Peter is so dazzled that he starts to babble, about making sukkot, booths, for the three of them. His rambling is apparently a signal that it’s time for the God squad to leave, and so a cloud envelops them and out of it a voice booms, “This is my Son, my Chosen; listen to him!” It’s a very 10 commandments esque scene- Almost melodramatic.
But I think the most important part of this scene isn’t necessarily the transformation that they see in Jesus or must have felt within themselves, although those things are important. It’s in the extra part of the reading that I read out loud. When they come down from the mountain, the “real world” is waiting right there for them.
There’s a boy who is possessed by an evil spirit; one apparently even Jesus’ followers are unable to get rid of. However you want to interpret Jesus’ interactions with these spirits- either as a political metaphor; remembering that Jesus literally met one named Legion, after the Roman Legions, as some sort of healing in a prescientific era that didn’t understand psychosis and disease, or as evil spirits- this was a major part of Jesus’ work.
When Jesus does his ministry work, it’s a combination of teaching, healing, and casting out spirits, side by side. Jesus’ frustrations with them are plain in our reading, and they are manifestations in one way or another of the evil present in the world, and one of Jesus’ duties is to fight it where he finds it. Thus it becomes our duty too. To name and cast out the demonic forces of homophobia, militarism, greed, wrath, and hatred.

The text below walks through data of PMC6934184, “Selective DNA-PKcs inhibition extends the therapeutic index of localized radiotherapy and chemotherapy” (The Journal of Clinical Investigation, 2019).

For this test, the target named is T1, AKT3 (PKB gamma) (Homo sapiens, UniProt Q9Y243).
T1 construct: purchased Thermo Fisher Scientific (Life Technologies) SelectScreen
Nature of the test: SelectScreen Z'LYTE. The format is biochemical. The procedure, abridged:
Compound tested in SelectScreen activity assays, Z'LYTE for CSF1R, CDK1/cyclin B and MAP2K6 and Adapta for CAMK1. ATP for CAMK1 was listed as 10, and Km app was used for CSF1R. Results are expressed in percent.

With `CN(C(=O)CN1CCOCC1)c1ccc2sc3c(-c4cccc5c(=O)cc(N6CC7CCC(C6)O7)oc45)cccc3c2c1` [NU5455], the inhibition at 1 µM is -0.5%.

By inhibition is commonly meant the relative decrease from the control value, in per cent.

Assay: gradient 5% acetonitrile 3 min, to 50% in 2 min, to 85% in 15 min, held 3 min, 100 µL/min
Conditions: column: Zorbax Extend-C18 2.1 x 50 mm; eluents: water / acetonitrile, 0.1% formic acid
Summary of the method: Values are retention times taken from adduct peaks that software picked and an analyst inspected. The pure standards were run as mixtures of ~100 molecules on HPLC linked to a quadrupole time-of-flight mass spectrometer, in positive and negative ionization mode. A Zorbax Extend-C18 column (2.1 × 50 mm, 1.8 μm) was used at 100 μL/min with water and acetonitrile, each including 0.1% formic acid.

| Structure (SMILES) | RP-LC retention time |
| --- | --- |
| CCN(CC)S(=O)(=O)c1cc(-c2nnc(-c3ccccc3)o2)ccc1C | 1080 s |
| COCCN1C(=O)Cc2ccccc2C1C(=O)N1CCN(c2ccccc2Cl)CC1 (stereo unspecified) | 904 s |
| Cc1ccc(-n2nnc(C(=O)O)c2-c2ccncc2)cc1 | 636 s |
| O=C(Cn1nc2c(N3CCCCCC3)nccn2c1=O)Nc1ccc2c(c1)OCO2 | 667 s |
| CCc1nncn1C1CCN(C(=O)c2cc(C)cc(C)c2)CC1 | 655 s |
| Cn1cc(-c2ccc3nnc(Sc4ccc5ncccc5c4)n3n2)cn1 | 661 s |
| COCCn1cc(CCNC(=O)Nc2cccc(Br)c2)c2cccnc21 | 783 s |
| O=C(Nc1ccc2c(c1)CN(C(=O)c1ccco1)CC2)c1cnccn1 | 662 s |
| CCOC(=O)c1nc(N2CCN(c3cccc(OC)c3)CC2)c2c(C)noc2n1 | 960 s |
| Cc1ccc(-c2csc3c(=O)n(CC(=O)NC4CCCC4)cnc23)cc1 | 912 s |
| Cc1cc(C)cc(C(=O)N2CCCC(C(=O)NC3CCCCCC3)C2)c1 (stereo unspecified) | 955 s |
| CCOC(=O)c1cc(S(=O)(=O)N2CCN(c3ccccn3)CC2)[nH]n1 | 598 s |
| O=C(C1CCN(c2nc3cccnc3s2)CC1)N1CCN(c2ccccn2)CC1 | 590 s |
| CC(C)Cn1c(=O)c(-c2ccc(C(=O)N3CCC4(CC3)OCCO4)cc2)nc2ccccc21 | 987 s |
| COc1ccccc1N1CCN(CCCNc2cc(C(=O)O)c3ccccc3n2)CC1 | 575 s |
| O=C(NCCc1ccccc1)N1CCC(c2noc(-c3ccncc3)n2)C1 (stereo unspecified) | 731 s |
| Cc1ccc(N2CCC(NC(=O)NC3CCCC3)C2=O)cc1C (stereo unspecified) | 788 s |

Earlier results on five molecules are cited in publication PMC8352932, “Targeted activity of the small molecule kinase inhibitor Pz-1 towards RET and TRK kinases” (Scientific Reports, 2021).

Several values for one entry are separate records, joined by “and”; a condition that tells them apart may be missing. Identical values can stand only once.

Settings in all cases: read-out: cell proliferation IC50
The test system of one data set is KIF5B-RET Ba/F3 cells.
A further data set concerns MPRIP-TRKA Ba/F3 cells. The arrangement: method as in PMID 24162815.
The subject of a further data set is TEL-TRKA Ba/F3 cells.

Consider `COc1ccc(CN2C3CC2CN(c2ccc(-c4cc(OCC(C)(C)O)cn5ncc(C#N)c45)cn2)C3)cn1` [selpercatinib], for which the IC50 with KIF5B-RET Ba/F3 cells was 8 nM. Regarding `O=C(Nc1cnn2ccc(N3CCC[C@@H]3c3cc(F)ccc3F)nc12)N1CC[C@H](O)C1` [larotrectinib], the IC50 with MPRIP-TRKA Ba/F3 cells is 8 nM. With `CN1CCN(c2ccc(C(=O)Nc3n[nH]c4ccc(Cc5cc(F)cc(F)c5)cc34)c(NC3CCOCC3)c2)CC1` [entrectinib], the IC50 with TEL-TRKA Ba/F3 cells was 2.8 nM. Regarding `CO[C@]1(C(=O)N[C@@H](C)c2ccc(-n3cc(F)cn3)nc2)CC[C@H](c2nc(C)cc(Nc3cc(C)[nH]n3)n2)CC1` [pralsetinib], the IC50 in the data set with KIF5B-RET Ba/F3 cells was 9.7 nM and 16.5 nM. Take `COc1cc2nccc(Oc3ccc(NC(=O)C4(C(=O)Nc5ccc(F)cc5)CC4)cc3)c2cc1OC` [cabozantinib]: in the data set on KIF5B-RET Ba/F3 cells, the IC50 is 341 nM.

Yet even Jesus does not do this work non-stop; we have several instances of Jesus resting, praying, and spending time alone to pray and meditate, sometimes leaving the disciples rather abruptly to do so. The work is hard, and we must be spiritually and emotionally prepared for it. It is not that we have to do it all, but we do need all of us to do some.
I hope that worship here at the church transforms and recharges us. I hope it allows us to see the face of God, to connect our past with liberation and hope for the future. Because in a world where evil exists, our work is needed. Whether its small or big, across town or across the world, our help, as individuals and as a collective is crucial.
May God be with us, and with all those fighting for their freedom to exist, to live in peace. Let us take a moment of silent prayer and meditation.